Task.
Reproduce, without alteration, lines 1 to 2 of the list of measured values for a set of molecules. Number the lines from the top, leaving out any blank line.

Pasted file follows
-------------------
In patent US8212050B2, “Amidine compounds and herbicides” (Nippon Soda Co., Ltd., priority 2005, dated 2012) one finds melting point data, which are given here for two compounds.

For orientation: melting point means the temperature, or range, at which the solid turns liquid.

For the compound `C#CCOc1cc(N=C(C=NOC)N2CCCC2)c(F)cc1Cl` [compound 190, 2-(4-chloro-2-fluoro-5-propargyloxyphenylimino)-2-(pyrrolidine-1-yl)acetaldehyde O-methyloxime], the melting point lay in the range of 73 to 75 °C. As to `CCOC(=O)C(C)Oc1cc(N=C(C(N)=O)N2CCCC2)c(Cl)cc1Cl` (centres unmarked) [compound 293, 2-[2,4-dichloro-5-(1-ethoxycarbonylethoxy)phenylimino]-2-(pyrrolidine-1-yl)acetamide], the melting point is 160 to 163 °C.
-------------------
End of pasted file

In patent US8212050B2, “Amidine compounds and herbicides” (Nippon Soda Co., Ltd., priority 2005, dated 2012) one finds melting point data, which are given here for two compounds.

For orientation: melting point means the temperature, or range, at which the solid turns liquid.